1. Explain how a criminal justice agency can ensure that it hires moral individuals.
Criminal justice leaders are public servants responsible to their community. This responsibility, together with the huge amount of control and influence they have, necessitates that they display superior levels of ethical and moral conduct. Ethical practice guidelines remind criminal justice heads to realize the divide between integrity and friendship; corporate objectives and adeptness and client interests; between personal prejudices, interests, and views and professional values. In this respect, all law enforcement leaders are required to refrain from unethical conduct when carrying out their duties. Ethicality is crucial, considering their job involves making life-altering decisions targeted at involved individuals (both victims and offenders). For instance, policemen who put legislation into force and work within societal settings are empowered to snatch away citizens' freedom, undertake investigations, issue tickets and engage in covert operations. Arbitrariness may arise if police officials, who are criminal justice agents, aren't bound by ethical rules. The end outcome may be abuse of justice or erroneous lawsuits filed against governmental bodies themselves (Karimu, 2012).
The concept of self-legitimacy has been identified as especially crucial. Officials who believe they are wrongly treated by their superiors display relatively low confidence in their organization. But in case of officials having higher self-legitimacy levels, injustice meted out by the organization did not damage their confidence. Personality inventories which are routinely employed by a number of agency recruitment processes can profit from the integration of measures which gauge traits such as confidence. Further, the recruitment of some personnel with work experiences or hailing from backgrounds needing superior degrees of trust in authority figures (for instance, military personnel) might prove helpful in employing individuals prepared for higher self-legitimacy levels (Wolfe & Nix, 2015).
2. Provide strategies for creating accountability in the area of ethical training and action.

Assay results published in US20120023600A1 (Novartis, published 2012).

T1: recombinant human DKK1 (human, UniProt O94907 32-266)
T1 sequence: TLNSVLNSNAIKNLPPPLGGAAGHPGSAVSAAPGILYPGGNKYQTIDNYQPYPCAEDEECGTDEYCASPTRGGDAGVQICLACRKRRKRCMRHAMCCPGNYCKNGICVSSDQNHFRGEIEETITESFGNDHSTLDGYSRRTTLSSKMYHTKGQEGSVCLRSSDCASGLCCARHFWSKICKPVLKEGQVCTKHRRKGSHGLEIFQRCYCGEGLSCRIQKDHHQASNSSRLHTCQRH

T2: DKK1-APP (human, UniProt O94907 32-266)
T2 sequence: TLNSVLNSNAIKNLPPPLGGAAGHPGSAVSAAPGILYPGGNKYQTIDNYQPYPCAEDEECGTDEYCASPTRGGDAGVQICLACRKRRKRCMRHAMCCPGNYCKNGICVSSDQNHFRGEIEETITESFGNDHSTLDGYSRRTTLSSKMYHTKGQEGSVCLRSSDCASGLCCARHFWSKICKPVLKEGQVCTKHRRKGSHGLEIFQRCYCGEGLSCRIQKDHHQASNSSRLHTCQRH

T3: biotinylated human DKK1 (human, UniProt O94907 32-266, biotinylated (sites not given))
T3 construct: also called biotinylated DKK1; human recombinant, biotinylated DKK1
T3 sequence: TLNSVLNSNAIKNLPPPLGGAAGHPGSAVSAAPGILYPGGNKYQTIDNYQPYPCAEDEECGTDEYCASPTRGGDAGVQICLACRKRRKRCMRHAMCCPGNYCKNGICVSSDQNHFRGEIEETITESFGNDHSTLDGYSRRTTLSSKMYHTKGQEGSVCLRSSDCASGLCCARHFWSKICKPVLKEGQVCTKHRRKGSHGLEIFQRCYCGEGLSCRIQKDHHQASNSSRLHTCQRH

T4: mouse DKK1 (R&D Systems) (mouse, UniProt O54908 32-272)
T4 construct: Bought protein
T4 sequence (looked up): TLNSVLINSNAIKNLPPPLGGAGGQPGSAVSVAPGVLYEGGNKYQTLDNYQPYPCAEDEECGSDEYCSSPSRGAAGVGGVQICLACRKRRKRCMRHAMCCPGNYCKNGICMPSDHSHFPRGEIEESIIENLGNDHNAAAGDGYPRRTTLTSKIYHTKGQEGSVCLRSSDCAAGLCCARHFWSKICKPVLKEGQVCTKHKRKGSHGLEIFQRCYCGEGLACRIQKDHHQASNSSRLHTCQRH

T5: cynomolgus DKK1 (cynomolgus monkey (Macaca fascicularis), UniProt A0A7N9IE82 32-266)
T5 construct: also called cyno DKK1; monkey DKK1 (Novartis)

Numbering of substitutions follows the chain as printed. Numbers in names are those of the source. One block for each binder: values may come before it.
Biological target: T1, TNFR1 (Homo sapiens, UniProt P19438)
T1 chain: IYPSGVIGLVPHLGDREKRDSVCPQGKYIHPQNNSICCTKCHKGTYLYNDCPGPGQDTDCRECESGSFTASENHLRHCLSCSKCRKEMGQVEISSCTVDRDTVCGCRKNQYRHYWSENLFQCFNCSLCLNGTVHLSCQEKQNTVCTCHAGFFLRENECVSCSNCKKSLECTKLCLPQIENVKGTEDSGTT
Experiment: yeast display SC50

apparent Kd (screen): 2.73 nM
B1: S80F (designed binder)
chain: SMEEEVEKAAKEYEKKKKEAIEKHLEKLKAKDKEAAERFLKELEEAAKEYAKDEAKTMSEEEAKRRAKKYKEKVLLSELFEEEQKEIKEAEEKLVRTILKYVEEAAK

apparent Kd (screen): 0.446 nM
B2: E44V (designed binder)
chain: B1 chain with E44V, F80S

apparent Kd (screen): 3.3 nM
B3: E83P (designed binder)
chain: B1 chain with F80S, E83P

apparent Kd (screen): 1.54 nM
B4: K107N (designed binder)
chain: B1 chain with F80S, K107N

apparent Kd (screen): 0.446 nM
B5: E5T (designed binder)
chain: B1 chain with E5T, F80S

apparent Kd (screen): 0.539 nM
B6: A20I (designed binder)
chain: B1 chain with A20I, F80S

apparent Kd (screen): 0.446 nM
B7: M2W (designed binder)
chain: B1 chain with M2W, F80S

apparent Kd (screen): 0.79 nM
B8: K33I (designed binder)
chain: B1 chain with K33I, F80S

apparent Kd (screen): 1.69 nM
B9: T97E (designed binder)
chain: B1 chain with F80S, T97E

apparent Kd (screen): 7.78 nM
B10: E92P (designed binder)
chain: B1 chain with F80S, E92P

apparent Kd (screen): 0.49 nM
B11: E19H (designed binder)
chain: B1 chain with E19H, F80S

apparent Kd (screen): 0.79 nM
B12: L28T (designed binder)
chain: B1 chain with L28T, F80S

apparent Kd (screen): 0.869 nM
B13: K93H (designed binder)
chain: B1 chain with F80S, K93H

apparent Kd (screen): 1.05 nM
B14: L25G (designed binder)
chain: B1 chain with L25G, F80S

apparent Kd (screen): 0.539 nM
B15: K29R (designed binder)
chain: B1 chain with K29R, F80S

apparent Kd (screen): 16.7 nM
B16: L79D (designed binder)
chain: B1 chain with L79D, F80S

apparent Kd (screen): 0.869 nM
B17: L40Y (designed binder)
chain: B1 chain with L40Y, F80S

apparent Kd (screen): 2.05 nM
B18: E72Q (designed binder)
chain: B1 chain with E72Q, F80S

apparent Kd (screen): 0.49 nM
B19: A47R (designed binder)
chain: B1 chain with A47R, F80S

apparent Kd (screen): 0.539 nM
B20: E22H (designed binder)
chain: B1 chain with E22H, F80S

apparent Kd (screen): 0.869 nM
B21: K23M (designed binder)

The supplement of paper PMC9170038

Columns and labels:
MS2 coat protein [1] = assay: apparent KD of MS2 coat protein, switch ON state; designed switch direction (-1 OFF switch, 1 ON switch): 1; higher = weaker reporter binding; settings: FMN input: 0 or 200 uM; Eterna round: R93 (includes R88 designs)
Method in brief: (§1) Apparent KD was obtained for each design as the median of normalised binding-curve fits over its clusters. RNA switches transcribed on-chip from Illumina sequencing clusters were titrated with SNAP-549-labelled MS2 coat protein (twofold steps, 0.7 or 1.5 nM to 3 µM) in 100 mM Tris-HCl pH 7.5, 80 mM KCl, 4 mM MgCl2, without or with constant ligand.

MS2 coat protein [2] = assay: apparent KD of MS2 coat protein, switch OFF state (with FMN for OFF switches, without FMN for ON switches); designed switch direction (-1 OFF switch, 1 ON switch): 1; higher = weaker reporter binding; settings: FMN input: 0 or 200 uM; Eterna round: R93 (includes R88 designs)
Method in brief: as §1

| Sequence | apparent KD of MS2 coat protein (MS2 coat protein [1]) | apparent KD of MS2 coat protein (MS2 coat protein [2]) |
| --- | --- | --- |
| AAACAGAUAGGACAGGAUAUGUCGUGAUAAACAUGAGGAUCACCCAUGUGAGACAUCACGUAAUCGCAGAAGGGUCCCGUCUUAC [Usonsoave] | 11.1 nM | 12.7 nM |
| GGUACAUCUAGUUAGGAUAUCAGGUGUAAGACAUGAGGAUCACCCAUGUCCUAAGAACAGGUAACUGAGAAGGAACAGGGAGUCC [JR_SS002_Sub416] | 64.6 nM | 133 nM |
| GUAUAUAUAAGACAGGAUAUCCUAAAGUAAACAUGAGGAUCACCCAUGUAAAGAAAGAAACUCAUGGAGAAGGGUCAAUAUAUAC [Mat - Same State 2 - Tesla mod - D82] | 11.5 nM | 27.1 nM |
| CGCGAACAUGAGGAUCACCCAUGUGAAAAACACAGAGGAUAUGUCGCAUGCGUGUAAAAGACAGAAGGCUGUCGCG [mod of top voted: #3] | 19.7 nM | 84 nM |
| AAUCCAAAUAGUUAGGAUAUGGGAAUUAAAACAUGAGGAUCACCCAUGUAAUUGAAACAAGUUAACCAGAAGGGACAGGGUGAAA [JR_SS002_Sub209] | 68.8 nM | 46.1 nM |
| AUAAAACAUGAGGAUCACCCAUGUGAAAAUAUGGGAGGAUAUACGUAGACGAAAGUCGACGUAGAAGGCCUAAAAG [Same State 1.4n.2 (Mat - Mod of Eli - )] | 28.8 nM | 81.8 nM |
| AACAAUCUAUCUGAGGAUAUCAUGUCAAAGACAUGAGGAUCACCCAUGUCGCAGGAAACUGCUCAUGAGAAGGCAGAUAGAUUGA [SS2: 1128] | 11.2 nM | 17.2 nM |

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The absence of procedures in place for accountability and transparency indicates significant organization costs, as the interests of "insider" agents revolve around pursuing personal aims -- chiefly, income and career growth, and smooth case processing -- instead of revolving around trying to meet citizens' aims and respecting their values (Lacey, 2013).
The inculcation of self-legitimacy can be achieved via in-service or academy educational initiatives. For instance, law enforcement official training may include activities and discourses concentrating on instilling confidence in vested authority among recruits, followed by coaching them on fairly and judiciously applying their power. Studying valid hiring and training programs aimed at inculcating self-legitimacy in the police force is identified as a key area for further exploration. There is a need for ongoing explorations of self-legitimacy antecedents. It is essential to acquire more knowledge regarding the causes underlying improved police force confidence. The contribution of variables like personality traits (for instance, self-regulatory capacity), past experiences (for instance, past training, a stint in the military, etc.), relationships with coworkers, media/public opinion, experiences with command personnel or superiors, etc. must be studied. A connected question is: Is improved self-legitimacy in law enforcement officials always better? Excessively high levels of self-legitimacy may, for instance, indicate conceit, a lack of self-control, or some other problematic characteristic in the individual, potentially giving rise to counterproductive conduct at the workplace. It is vital to tackle these questions and incorporate their answers into the growing pool of literature on the subject of self-legitimacy (Wolfe & Nix, 2015).
3. Explain how an organization can create an expectation for moral conduct.
Firstly, individuals expect their employers to accord them their….....
Karimu, O. (2012). Understanding Leadership Standards and Ethical Practices in Criminal Justice. Asian Journal of Social Sciences and Humanities, 23 - 31.
Lacey, N. (2013). Book Review: Humanizing the Criminal Justice Machine: Reanimated Jusitce or Frankenstein's Monster? The Harvard Law Review Association.
Trinkner, R., Tyler, T., & Atiba G, P. (2016). Justice From Within: The Relations Between a Procedurally Just Organizational Climate and Police Organizational Efficiency, Endorsement of Democratic Policing, and Officer Well-Being. Psychology, Public Policy, and Law, 158 - 172.
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